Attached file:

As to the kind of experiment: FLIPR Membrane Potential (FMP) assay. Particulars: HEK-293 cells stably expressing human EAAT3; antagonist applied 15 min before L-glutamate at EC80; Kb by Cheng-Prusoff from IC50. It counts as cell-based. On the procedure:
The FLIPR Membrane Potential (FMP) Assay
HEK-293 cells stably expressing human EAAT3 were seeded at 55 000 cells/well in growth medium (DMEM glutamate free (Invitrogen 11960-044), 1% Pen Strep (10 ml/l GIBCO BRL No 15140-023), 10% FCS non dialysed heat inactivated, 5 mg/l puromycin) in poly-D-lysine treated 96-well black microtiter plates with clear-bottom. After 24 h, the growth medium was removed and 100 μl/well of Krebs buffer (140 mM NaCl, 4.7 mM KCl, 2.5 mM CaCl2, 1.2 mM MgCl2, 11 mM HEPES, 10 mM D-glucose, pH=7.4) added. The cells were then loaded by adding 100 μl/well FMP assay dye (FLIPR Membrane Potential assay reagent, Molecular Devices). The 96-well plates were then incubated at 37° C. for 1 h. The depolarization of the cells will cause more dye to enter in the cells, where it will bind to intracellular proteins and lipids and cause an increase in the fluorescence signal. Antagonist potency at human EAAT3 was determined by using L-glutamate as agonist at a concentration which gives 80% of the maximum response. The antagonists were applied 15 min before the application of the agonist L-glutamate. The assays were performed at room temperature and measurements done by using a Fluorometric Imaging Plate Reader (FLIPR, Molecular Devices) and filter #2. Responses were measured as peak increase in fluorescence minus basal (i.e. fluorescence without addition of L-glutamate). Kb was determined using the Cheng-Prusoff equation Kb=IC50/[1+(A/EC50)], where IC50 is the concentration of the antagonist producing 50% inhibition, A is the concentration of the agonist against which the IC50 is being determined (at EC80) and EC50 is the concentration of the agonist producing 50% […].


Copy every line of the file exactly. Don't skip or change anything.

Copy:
As to the kind of experiment: FLIPR Membrane Potential (FMP) assay. Particulars: HEK-293 cells stably expressing human EAAT3; antagonist applied 15 min before L-glutamate at EC80; Kb by Cheng-Prusoff from IC50. It counts as cell-based. On the procedure:
The FLIPR Membrane Potential (FMP) Assay
HEK-293 cells stably expressing human EAAT3 were seeded at 55 000 cells/well in growth medium (DMEM glutamate free (Invitrogen 11960-044), 1% Pen Strep (10 ml/l GIBCO BRL No 15140-023), 10% FCS non dialysed heat inactivated, 5 mg/l puromycin) in poly-D-lysine treated 96-well black microtiter plates with clear-bottom. After 24 h, the growth medium was removed and 100 μl/well of Krebs buffer (140 mM NaCl, 4.7 mM KCl, 2.5 mM CaCl2, 1.2 mM MgCl2, 11 mM HEPES, 10 mM D-glucose, pH=7.4) added. The cells were then loaded by adding 100 μl/well FMP assay dye (FLIPR Membrane Potential assay reagent, Molecular Devices). The 96-well plates were then incubated at 37° C. for 1 h. The depolarization of the cells will cause more dye to enter in the cells, where it will bind to intracellular proteins and lipids and cause an increase in the fluorescence signal. Antagonist potency at human EAAT3 was determined by using L-glutamate as agonist at a concentration which gives 80% of the maximum response. The antagonists were applied 15 min before the application of the agonist L-glutamate. The assays were performed at room temperature and measurements done by using a Fluorometric Imaging Plate Reader (FLIPR, Molecular Devices) and filter #2. Responses were measured as peak increase in fluorescence minus basal (i.e. fluorescence without addition of L-glutamate). Kb was determined using the Cheng-Prusoff equation Kb=IC50/[1+(A/EC50)], where IC50 is the concentration of the antagonist producing 50% inhibition, A is the concentration of the agonist against which the IC50 is being determined (at EC80) and EC50 is the concentration of the agonist producing 50% […].